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Surgeons successfully treat brain aneurysms using a robot

24 February 2020

Using a robot to treat brain aneurysms is feasible and could allow for improved precision when placing stents, coils and other devices.

A surgeon manipulates remote control stent placement for a brain aneurysm. (Copyright Roger Boyle)

This is according to late breaking science presented at the American Stroke Association’s International Stroke Conference 2020. 

Robotic technology is used in surgery and cardiology, but not for brain vascular procedures. In this study, Canadian researchers report the results of the first robotic brain vascular procedures. They used a robotic system specifically adapted for neurovascular procedures. Software and hardware adaptations enable it to accommodate microcatheters, guidewires and the other devices used for endovascular procedures in the brain. These modifications also provide the operator additional precise fine-motor control compared to previous system models. 

“This experience is the first step towards achieving our vision of remote neurovascular procedures,” said lead researcher Vitor Mendes Pereira, M.D., M.Sc., a neurosurgeon and neuroradiologist at the Toronto Western Hospital, and professor of medical imaging and surgery at the University of Toronto in Canada. “The ability to robotically perform intracranial aneurysm treatment is a major step forward in neuro-endovascular intervention.”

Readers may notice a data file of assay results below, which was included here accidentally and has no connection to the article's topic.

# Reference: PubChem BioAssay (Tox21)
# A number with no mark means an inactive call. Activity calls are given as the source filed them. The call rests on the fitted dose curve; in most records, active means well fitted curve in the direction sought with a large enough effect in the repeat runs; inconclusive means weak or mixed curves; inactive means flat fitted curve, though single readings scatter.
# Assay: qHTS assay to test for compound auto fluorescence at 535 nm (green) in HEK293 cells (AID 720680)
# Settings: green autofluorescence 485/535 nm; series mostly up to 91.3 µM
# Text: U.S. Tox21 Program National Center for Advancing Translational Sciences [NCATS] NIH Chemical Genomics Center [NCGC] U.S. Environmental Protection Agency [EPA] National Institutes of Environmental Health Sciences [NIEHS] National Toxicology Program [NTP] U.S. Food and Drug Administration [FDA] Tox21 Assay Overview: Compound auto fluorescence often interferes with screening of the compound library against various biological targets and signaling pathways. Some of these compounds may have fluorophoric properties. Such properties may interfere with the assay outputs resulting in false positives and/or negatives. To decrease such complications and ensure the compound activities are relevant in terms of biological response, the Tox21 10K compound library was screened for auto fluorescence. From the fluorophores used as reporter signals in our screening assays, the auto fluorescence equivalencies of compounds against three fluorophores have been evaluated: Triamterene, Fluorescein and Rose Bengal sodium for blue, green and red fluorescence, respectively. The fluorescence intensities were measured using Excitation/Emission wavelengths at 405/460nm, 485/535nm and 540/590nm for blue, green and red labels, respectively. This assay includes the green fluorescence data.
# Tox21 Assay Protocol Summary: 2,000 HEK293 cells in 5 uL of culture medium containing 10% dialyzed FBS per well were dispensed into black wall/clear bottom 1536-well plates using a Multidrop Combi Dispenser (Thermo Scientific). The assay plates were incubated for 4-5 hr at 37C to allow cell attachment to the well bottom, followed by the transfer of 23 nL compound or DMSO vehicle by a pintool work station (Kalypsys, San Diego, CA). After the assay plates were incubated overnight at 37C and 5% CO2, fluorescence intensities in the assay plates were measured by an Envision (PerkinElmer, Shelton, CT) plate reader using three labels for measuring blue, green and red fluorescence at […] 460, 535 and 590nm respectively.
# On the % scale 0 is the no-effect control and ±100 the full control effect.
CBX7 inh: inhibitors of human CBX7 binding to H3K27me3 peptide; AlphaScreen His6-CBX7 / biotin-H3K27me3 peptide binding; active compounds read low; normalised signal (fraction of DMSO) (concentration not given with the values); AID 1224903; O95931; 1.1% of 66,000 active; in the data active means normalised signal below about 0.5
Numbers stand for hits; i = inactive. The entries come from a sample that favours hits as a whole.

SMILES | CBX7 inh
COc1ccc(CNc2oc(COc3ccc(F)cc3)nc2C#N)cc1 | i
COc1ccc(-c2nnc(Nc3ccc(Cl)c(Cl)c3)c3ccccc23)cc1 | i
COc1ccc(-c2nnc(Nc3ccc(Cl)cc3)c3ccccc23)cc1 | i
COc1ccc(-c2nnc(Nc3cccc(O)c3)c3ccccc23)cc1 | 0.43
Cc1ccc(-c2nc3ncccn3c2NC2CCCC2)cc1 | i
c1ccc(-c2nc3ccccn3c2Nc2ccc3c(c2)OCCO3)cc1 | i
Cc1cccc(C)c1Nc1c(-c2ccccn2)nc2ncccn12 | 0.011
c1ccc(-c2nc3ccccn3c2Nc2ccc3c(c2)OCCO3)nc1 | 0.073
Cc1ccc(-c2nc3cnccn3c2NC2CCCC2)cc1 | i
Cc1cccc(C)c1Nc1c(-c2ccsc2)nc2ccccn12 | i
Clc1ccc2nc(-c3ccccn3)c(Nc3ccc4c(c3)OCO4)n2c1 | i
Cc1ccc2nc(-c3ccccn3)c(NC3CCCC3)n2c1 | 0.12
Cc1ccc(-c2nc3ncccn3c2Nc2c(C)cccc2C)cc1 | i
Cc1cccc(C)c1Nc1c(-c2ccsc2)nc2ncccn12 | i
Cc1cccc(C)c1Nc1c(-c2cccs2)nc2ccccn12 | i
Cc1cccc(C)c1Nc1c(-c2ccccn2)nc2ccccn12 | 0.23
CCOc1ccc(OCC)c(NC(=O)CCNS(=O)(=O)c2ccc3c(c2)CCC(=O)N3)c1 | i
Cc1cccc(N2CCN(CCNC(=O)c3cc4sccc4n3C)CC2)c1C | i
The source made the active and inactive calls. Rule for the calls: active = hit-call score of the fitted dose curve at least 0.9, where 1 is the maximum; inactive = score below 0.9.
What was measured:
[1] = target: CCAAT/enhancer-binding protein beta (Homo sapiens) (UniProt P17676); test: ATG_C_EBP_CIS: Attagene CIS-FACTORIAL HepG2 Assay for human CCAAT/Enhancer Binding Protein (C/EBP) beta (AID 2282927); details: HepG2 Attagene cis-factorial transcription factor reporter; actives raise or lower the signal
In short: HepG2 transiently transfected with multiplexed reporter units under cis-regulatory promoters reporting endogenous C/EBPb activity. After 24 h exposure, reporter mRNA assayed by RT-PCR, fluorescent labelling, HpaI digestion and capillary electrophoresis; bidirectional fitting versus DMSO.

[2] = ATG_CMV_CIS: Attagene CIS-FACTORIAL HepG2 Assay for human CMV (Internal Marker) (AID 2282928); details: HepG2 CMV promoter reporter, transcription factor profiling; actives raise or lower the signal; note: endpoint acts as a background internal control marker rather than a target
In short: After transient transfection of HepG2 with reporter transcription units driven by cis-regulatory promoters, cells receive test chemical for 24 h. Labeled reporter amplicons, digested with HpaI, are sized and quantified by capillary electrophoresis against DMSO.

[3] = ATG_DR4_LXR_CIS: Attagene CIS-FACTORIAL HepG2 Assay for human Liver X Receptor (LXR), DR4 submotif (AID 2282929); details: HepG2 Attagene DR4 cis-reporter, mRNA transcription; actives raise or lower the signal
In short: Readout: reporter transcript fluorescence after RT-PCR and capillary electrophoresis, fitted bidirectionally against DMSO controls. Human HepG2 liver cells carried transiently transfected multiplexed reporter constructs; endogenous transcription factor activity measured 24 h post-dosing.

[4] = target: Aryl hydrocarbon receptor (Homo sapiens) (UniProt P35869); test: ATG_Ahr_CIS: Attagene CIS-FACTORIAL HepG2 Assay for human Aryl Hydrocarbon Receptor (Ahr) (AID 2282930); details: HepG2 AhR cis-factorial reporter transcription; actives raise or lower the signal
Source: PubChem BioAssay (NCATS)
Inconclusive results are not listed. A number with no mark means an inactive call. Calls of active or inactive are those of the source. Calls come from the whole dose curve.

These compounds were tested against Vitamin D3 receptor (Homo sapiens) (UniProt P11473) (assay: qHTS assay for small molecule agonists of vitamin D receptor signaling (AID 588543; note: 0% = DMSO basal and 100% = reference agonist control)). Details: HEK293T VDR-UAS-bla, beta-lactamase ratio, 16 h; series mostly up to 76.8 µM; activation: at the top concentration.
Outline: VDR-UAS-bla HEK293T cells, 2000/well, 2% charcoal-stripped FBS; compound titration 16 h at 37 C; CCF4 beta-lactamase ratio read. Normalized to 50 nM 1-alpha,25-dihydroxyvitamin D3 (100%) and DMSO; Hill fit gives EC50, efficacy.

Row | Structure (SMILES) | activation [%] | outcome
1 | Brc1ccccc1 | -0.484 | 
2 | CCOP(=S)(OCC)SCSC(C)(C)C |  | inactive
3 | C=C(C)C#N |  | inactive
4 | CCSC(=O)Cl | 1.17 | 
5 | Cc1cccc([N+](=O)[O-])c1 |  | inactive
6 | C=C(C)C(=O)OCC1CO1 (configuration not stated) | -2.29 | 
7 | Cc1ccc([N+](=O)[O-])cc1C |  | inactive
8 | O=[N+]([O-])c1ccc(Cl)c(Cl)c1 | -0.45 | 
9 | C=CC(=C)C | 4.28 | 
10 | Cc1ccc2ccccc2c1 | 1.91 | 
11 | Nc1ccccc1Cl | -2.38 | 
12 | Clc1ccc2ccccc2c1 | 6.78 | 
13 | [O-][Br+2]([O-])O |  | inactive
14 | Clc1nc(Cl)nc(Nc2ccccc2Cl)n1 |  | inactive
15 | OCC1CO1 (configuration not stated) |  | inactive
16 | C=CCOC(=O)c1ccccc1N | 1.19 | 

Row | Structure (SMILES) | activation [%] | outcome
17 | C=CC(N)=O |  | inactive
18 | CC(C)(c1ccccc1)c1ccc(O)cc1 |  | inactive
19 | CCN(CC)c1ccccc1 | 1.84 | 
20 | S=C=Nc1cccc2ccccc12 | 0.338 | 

Dr. Vitor Mendes Pereira views images from remote control stent placement for a brain aneurysm. (Copyright Roger Boyle)

In the first case, a 64-year-old female patient presented with an unruptured aneurysm at the base of her skull. The surgical team successfully used the robot to place a stent and then, using the same microcatheter, entered the aneurysm sac and secured the aneurysm by placing various coils. All intracranial steps were performed with the robotic arm. Since this first case, the team has successfully performed five additional aneurysm treatments using the robot, which included deploying various devices such as flow-diverting stents.

“The expectation is that future robotic systems will be able to be controlled remotely. For example, I could be at my hospital and deliver therapy to a patient hundreds or even thousands of kilometres away,” Mendes Pereira said. “The ability to deliver rapid care through remote robotics for time-critical procedures such as stroke could have a huge impact on improving patient outcomes and allow us to deliver cutting-edge care to patients everywhere, regardless of geography.”

“Our experience, and that of future operators of this technology, will help develop the workflows and processes necessary to implement successful robotic programs, which will ultimately help establish remote care networks in the future,” Mendes Pereira said.


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